Get out of any cloud for free with Veeam Agent free edition



Ok, so maybe I lured you here with some marketing spin whilst omitting a few key details. However, given the right conditions, this is absolutely true. I was working on a project recently with a requirement to pull some virtual machines out of a managed service environment running Hyper-V and restore them to a VMware estate. Competitors solutions were looking like they would cost thousands. This solution is essentially free.

No really.

So the conditions that need to be met for this to work are as follows, you are able to install the Veeam Agent for Windows (or Linux) into your virtual machine AND you are able to point the backup to a Veeam Backup and Replication repository. For environments with dedicated links to that cloud resource, be it Azure, AWS, Google Cloud Platform, an MSP… Whatever it is, as long as there is a Veeam backup and replication server available at the destination you plan to move to that the virtual machine can communicate with, you are onto a winner. Remember, if applicable you may still have to pay for egress charges.

Right so what do I do?

I will assume at this point you have created a Veeam Backup and replication server and created a backup repository.

Install Veeam Agent for Windows free and run through the config as follows.

Backup the entire computer.


Choose Veeam backup repository as the backup target.


Type in the name of the Veeam server and enter access credentials.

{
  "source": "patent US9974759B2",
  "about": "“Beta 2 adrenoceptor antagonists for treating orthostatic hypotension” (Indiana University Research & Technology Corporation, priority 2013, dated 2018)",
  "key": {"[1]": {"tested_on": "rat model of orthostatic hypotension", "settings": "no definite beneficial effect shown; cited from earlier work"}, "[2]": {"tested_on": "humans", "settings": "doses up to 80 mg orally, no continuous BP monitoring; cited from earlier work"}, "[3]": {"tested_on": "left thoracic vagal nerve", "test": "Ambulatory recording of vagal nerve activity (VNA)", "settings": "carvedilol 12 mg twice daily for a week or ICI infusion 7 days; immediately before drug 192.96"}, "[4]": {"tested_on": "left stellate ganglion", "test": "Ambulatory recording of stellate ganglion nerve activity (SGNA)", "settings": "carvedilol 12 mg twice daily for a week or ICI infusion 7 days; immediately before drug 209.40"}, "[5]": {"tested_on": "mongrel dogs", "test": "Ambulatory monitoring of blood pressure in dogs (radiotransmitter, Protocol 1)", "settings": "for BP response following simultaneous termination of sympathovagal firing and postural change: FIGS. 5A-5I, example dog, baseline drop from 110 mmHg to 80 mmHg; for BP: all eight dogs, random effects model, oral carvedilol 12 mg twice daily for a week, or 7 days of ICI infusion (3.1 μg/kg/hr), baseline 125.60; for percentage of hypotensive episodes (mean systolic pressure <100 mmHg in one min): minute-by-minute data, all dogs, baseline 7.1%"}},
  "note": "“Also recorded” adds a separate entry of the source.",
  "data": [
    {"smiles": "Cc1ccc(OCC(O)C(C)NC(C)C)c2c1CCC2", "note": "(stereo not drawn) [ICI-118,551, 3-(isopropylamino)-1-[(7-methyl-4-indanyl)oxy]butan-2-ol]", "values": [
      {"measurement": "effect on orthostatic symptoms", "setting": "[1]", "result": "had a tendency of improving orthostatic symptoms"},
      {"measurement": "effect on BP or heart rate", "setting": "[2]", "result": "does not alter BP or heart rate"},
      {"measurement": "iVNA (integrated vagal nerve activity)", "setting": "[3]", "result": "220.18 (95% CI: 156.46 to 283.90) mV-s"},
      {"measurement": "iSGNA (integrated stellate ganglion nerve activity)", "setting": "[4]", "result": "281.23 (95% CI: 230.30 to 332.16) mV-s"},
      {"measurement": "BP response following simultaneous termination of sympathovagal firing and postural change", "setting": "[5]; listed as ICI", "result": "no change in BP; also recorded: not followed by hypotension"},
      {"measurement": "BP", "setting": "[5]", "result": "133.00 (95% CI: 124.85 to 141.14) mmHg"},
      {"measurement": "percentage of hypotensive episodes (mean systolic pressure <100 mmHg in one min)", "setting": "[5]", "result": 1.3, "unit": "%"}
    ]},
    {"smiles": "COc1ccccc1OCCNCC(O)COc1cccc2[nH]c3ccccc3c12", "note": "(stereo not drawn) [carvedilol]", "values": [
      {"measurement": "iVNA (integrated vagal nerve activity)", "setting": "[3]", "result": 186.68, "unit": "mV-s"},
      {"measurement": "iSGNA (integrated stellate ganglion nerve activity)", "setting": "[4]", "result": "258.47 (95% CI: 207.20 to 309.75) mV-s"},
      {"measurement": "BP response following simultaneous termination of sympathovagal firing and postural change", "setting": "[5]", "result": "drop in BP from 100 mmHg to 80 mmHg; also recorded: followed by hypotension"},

Choose a backup repository.


Choose backup schedule.





Restore the VM to your on-premises infrastructure.

Now her is the really cool part, it doesn’t matter what the source was, I mentioned a few cloud examples earlier. This example is from my own laptop. You can restore to either VMware or Hyper-V. Veeam will take care of that disk conversion process for you. Nice!

Navigate to agent backups on disk and select the machine that has been backed up.


Right-click and select export disk contents as virtual disks.


Choose the recovery point.


Choose the disks to recover. My laptop has a single disk which is why it only shows one disk.


Choose recovery location and recovery disk format, VMware or Hyper-V.


Enter a restore reason.


And click go.

Grab a cup of tea and wait for the recovery process to finish.


And you will have the disks available ready to attach to a new virtual machine when done.


Jobs a goodun.



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